To All from PA0SE
Bob Vernall wrote:
Further to the item I have recently sent,
I have since realised that the suggestion of observing two ammeters may
show different peaking conditions, as the reactive current in the stray
capacitance (current Q) may not vary much over the band of testing,
the radiating current (current I) will rise sharply and have a resonant
"nose" (for any decent high Q antenna). This observation of currents I
I+Q are likely to show the same tracking across resonance.
Finding out the phase information of interest does need a dual trace
oscilloscope or a vector voltmeter.
I followed up Bob's suggestion using a dial trace oscilloscope.
My transmitter normally is connected to a tap on the loading coil and I felt
this might confuse the issue.
So I connected the coax from the TX to the bottom end of the coil and the
shield of the cable via a resistor of 0.78 ohms (actually three 2.5 ohm
resistors in parallel) to the earth wire. So the dual trace scope displayed
earth current as voltage over the resistor on one trace and the output
voltage of the TX as the other one.
To make sure that no current could escape via the mains I inserted a choke
in the mains cord to scope and TX..
The total resistance of the aerial system is only 30 ohms (lucky me, living
in a country with my feet almost in the water ...) so the TX was not
matched and the aerial current was lower than before.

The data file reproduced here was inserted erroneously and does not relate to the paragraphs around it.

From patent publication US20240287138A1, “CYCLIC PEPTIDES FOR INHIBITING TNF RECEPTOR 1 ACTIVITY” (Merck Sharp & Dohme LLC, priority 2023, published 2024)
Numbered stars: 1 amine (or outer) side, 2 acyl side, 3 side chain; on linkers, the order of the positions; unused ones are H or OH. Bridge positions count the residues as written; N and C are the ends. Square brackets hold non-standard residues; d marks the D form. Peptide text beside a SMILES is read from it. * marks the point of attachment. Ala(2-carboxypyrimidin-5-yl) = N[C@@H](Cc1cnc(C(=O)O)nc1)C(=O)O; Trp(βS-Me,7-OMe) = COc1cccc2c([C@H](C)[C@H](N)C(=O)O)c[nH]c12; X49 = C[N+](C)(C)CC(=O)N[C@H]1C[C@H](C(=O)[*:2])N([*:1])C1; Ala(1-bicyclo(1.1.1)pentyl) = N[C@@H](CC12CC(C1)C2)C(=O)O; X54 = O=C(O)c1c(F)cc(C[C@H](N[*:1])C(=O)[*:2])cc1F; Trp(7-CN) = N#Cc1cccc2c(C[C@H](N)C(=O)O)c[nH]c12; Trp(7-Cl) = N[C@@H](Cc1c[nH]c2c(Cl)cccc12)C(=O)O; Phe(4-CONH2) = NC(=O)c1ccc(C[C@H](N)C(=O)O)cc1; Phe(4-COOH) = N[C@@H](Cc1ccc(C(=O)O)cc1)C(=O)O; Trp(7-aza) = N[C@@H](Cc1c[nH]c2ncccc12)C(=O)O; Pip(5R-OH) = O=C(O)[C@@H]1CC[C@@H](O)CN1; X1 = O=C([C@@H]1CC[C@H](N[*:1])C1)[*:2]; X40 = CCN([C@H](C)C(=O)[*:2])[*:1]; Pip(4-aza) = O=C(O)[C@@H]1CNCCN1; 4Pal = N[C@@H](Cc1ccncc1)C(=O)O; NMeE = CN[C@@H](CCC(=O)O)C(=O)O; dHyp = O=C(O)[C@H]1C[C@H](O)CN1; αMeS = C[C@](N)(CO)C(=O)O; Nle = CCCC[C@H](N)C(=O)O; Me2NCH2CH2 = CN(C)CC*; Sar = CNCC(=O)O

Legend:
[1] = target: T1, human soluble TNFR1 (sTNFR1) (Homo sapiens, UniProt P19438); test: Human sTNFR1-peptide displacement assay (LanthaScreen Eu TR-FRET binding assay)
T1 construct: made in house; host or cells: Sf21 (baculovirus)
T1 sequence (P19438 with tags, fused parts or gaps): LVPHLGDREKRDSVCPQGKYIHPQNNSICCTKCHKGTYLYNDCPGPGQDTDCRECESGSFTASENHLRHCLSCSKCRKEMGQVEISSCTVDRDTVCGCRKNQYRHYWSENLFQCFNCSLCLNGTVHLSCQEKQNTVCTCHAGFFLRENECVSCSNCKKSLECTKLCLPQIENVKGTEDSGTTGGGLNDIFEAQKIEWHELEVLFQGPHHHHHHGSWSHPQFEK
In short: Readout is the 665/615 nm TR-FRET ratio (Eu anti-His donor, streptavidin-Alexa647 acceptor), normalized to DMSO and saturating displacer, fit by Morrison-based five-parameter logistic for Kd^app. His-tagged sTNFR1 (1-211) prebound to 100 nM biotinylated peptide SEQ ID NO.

I measured 1.6A flowing into the aerial and 1.8A in the earth lead. The
latter value was read from a thermo couple meter and confirmed by the
voltage of 2V peak over the 0.78 ohm resistor.
The output voltage of the TX was somewhat distorted due to harmonics,
showing up as some ripple at the positive and negative peaks of the
trace but the zero crossings were at exactly the same points as the voltage
over the resistor.
Thus as far as can be judged from oscilloscope traces voltage and current
at the bottom end of the coil were in phase. If there is an extra capacitive
current flowing from the coil to surrounding objects it must be too small
show up in this way. This is also confirmed by my earlier experiment which
showed that moving the coil upwards and sideways in the shack made
no difference at all in the currents at top and bottom of the coil.
So my conclusion is that the difference in current must be due to radiation
from the coil. The late Klaas Spaargaren, PA0KSB, once told me that in
an article on mobile antennas it was stated that a coil of L metre length
produced a radiation equal to a straight wire of that same length.
As reported before that would in my case produce a current difference of
only 1.55%, as shown by computer modelling; much less than the measured
Perhaps the statement in the article is not true, or not applicable for the
sort of coils we
use on LF?
Could that explain the succes of the helical antenna?
73, Dick, PA0SE